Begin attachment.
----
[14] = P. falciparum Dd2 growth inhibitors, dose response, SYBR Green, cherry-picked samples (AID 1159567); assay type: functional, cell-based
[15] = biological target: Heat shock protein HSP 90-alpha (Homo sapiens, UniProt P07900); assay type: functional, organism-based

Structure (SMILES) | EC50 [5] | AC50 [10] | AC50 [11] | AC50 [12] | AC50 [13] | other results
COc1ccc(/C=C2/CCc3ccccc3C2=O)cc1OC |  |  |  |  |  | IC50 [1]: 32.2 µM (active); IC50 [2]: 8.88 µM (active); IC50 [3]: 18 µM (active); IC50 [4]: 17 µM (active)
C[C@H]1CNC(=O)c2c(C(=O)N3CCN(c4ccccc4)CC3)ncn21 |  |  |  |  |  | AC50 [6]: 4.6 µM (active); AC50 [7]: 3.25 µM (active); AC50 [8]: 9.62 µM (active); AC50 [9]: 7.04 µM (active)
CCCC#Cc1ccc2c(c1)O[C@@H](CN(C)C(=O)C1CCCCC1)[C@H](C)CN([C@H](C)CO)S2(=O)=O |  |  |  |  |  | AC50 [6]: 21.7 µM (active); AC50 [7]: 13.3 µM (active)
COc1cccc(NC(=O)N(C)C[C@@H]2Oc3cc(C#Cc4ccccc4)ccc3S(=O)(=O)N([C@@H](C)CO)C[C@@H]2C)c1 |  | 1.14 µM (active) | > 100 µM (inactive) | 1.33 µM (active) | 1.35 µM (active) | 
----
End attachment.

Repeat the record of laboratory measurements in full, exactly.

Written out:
[14] = P. falciparum Dd2 growth inhibitors, dose response, SYBR Green, cherry-picked samples (AID 1159567); assay type: functional, cell-based
[15] = biological target: Heat shock protein HSP 90-alpha (Homo sapiens, UniProt P07900); assay type: functional, organism-based

Structure (SMILES) | EC50 [5] | AC50 [10] | AC50 [11] | AC50 [12] | AC50 [13] | other results
COc1ccc(/C=C2/CCc3ccccc3C2=O)cc1OC |  |  |  |  |  | IC50 [1]: 32.2 µM (active); IC50 [2]: 8.88 µM (active); IC50 [3]: 18 µM (active); IC50 [4]: 17 µM (active)
C[C@H]1CNC(=O)c2c(C(=O)N3CCN(c4ccccc4)CC3)ncn21 |  |  |  |  |  | AC50 [6]: 4.6 µM (active); AC50 [7]: 3.25 µM (active); AC50 [8]: 9.62 µM (active); AC50 [9]: 7.04 µM (active)
CCCC#Cc1ccc2c(c1)O[C@@H](CN(C)C(=O)C1CCCCC1)[C@H](C)CN([C@H](C)CO)S2(=O)=O |  |  |  |  |  | AC50 [6]: 21.7 µM (active); AC50 [7]: 13.3 µM (active)
COc1cccc(NC(=O)N(C)C[C@@H]2Oc3cc(C#Cc4ccccc4)ccc3S(=O)(=O)N([C@@H](C)CO)C[C@@H]2C)c1 |  | 1.14 µM (active) | > 100 µM (inactive) | 1.33 µM (active) | 1.35 µM (active) | 